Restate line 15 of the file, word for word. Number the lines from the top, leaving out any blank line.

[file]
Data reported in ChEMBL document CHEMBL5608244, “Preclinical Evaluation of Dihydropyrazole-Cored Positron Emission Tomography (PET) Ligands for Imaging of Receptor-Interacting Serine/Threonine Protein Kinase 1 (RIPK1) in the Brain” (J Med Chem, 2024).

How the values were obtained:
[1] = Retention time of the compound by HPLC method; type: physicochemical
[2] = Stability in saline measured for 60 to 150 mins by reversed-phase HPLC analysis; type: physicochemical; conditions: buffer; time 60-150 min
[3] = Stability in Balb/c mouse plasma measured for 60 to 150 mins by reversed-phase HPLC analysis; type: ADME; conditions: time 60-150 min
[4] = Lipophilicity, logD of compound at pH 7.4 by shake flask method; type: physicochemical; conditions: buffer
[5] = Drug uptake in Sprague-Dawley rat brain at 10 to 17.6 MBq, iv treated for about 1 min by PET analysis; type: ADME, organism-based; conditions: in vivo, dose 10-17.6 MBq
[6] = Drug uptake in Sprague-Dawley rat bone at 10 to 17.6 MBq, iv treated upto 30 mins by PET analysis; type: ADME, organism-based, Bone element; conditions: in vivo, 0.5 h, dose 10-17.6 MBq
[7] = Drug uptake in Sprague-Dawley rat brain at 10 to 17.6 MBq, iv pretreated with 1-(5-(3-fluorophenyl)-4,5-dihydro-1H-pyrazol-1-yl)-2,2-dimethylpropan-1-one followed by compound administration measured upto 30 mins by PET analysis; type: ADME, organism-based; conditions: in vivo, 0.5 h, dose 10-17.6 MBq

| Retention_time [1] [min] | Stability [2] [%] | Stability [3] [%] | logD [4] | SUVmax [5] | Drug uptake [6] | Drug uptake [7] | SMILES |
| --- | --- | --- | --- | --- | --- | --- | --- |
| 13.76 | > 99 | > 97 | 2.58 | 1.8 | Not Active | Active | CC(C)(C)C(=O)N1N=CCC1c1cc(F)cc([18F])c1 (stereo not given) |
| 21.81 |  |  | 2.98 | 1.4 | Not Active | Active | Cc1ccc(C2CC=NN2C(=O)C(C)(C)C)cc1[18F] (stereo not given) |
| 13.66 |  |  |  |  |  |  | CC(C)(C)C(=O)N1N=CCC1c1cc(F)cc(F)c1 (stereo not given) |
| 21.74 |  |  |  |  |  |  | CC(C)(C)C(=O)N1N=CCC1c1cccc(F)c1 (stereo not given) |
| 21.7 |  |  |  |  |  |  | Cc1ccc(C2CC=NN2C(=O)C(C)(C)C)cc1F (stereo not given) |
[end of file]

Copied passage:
| 21.74 |  |  |  |  |  |  | CC(C)(C)C(=O)N1N=CCC1c1cccc(F)c1 (stereo not given) |